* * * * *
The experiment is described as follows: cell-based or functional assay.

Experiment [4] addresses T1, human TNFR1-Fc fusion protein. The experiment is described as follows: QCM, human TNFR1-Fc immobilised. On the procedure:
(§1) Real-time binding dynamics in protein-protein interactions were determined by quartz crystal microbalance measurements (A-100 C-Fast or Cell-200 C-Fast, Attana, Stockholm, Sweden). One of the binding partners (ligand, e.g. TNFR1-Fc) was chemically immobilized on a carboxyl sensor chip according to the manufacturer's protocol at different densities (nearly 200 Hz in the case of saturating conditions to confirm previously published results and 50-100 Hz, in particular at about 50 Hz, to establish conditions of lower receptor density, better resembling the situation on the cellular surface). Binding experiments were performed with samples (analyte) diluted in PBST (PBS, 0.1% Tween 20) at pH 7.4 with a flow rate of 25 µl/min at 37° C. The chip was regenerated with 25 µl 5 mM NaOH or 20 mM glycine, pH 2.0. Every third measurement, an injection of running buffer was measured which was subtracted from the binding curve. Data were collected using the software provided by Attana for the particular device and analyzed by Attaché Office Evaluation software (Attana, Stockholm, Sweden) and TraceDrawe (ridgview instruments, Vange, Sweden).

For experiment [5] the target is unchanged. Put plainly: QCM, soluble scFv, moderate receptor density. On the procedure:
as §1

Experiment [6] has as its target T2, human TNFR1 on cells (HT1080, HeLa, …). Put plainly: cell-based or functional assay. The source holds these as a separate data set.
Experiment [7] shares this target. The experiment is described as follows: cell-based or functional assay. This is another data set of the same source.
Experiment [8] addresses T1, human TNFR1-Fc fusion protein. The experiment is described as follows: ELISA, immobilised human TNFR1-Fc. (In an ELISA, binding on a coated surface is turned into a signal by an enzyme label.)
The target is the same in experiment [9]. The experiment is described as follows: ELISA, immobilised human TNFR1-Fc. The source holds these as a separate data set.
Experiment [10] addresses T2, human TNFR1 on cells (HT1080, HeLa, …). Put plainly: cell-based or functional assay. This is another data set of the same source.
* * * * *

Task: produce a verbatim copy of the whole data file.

The experiment is described as follows: cell-based or functional assay.

Experiment [4] addresses T1, human TNFR1-Fc fusion protein. The experiment is described as follows: QCM, human TNFR1-Fc immobilised. On the procedure:
(§1) Real-time binding dynamics in protein-protein interactions were determined by quartz crystal microbalance measurements (A-100 C-Fast or Cell-200 C-Fast, Attana, Stockholm, Sweden). One of the binding partners (ligand, e.g. TNFR1-Fc) was chemically immobilized on a carboxyl sensor chip according to the manufacturer's protocol at different densities (nearly 200 Hz in the case of saturating conditions to confirm previously published results and 50-100 Hz, in particular at about 50 Hz, to establish conditions of lower receptor density, better resembling the situation on the cellular surface). Binding experiments were performed with samples (analyte) diluted in PBST (PBS, 0.1% Tween 20) at pH 7.4 with a flow rate of 25 µl/min at 37° C. The chip was regenerated with 25 µl 5 mM NaOH or 20 mM glycine, pH 2.0. Every third measurement, an injection of running buffer was measured which was subtracted from the binding curve. Data were collected using the software provided by Attana for the particular device and analyzed by Attaché Office Evaluation software (Attana, Stockholm, Sweden) and TraceDrawe (ridgview instruments, Vange, Sweden).

For experiment [5] the target is unchanged. Put plainly: QCM, soluble scFv, moderate receptor density. On the procedure:
as §1

Experiment [6] has as its target T2, human TNFR1 on cells (HT1080, HeLa, …). Put plainly: cell-based or functional assay. The source holds these as a separate data set.
Experiment [7] shares this target. The experiment is described as follows: cell-based or functional assay. This is another data set of the same source.
Experiment [8] addresses T1, human TNFR1-Fc fusion protein. The experiment is described as follows: ELISA, immobilised human TNFR1-Fc. (In an ELISA, binding on a coated surface is turned into a signal by an enzyme label.)
The target is the same in experiment [9]. The experiment is described as follows: ELISA, immobilised human TNFR1-Fc. The source holds these as a separate data set.
Experiment [10] addresses T2, human TNFR1 on cells (HT1080, HeLa, …). Put plainly: cell-based or functional assay. This is another data set of the same source.